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Definition:

Hirschsprung's disease is a blockage of the large intestine due to improper muscle movement in the bowel. It is a congenital condition, which means it is present from birth.



Alternative Names:

Congenital megacolon



Causes, incidence, and risk factors:

Muscle contractions in the gut help digested materials move through the intestine. This is called peristalsis. Nerves in between the muscle layers trigger the contractions.

In Hirschsprung's disease, the nerves are missing from a short or long part of the bowel. Areas without such nerves can not push material through. This causes a blockage. Intestinal contents build up behind the blockage, causing the bowel and abdomen to become swollen. If the condition is severe, the newborn may fail to pass meconium or stool, and the newborn may vomit.

Milder cases may not be diagnosed until a later age. In older children, the disease may be cause chronic constipation, abdominal swelling, and decreased growth.

Hirschsprung's disease causes about 25% of all newborn intestinal obstruction. It occurs five times more frequently in males than in females. Hirschsprung's disease is sometimes associated with other inherited or congenital conditions such as Down syndrome .



Symptoms:
  • Constipation
  • Failure to pass meconium shortly after birth
  • Failure to pass a first stool within 24 - 48 hours after birth
  • Malabsorption
  • Poor weight gain
  • Slow growth (child 0-5 years)
  • Swollen belly
  • Vomiting
  • Watery diarrhea (in the newborn)


Signs and tests:

During a physical examination, the doctor may be able to feel loops of bowel in the swollen belly. A rectal examination may reveal a loss of muscle tone in the rectal muscles.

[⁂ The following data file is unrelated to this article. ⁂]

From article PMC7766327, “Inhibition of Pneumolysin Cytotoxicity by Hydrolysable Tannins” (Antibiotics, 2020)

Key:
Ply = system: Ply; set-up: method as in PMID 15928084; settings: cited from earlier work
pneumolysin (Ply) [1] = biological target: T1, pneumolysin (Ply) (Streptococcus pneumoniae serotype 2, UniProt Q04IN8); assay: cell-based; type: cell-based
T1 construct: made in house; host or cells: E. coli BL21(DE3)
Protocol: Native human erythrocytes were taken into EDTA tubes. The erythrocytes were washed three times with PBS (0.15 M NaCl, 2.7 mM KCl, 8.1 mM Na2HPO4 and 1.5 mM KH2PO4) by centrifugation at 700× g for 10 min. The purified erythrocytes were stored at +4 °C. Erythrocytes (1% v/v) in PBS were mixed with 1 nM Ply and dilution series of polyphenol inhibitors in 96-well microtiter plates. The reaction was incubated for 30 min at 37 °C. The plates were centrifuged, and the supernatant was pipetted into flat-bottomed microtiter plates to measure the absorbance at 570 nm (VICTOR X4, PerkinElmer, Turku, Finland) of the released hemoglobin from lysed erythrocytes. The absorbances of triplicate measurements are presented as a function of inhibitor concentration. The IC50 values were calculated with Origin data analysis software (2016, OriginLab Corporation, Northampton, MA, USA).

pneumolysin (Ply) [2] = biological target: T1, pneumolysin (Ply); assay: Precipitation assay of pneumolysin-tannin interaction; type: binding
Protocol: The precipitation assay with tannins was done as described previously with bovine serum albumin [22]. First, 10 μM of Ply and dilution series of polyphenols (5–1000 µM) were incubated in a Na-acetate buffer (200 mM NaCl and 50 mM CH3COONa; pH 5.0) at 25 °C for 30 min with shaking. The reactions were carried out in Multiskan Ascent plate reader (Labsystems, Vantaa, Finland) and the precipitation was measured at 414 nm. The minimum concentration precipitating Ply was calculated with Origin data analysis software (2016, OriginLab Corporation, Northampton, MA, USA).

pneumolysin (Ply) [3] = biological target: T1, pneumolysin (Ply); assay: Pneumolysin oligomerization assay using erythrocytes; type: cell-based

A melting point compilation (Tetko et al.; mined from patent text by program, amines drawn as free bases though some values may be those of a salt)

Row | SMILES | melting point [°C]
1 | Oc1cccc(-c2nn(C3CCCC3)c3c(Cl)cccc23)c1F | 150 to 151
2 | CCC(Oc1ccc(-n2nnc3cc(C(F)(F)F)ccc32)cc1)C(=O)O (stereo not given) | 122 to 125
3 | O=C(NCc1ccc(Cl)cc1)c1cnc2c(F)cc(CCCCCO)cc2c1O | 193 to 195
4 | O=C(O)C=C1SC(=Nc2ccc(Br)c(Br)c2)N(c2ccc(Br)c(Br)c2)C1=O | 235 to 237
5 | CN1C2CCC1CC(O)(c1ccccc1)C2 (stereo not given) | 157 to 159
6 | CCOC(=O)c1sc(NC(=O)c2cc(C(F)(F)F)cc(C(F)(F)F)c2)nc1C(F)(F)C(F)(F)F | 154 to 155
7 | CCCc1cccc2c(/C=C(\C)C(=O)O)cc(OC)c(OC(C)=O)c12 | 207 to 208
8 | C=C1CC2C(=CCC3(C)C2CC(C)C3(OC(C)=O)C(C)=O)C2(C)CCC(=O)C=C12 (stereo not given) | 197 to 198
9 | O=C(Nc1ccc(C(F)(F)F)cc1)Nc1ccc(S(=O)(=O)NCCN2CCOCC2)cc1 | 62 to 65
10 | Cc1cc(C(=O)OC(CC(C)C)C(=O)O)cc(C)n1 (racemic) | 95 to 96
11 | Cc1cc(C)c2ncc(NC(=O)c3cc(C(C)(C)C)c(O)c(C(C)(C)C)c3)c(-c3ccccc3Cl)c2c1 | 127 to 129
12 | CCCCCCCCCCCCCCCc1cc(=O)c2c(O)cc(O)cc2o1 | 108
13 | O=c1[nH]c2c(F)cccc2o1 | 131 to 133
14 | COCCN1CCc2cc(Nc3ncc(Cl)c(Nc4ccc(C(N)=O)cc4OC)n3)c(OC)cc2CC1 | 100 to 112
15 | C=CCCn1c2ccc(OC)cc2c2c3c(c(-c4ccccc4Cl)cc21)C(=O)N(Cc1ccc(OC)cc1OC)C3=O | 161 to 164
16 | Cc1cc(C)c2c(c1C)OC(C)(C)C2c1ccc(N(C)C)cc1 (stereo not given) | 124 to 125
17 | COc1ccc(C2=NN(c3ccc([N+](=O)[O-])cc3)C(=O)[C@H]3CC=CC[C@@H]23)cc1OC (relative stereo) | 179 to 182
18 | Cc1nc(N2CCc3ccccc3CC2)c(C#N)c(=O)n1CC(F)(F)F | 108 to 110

Tests used to help diagnose Hirschsprung's disease may include:

  • Abdominal x-ray
  • Anal manometry (a balloon is inflated in the rectum to measure pressure in the area)
  • Barium enema
  • Rectal biopsy


Treatment:

The abnormal section of colon must be surgically removed. Sometimes this can be done in one operation. However, it is frequently done in two parts with a colostomy being performed first, and another procedure being performed later in the first year of life.



Support Groups:



Expectations (prognosis):

Symptoms improve or are eliminated in most children after surgical treatment. A better outcome is associated with early treatment and shorter bowel segment involvement.



Complications:
  • Inflammation and infection of the intestines (enterocolitis)
  • Perforation of the intestine
  • Short bowel syndrome, a condition that can lead to malnourishment and dehydration


Calling your health care provider:

Call your child's health care provider if symptoms of Hirschsprung's disease develop.

Call your child's health care provider if your child has abdominal pain or other new symptoms after being treated for this condition.



Prevention:




Review Date: 10/8/2007
Reviewed By: Deirdre O’Reilly, MD, MPH, Neonatologist, Division of Newborn Medicine, Children’s Hospital Boston and Instructor in Pediatrics, Harvard Medical School, Boston, Massachusetts. Review Provided by VeriMed Healthcare Network.

The information provided herein should not be used during any medical emergency or for the diagnosis or treatment of any medical condition. A licensed medical professional should be consulted for diagnosis and treatment of any and all medical conditions. Call 911 for all medical emergencies. Links to other sites are provided for information only -- they do not constitute endorsements of those other sites. © 1997- A.D.A.M., Inc. Any duplication or distribution of the information contained herein is strictly prohibited.
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Wentworth-Douglass Hospital
789 Central Avenue, Dover, NH 03820
Phone: (603) 742-5252
Toll free: 1 (877) 201-7100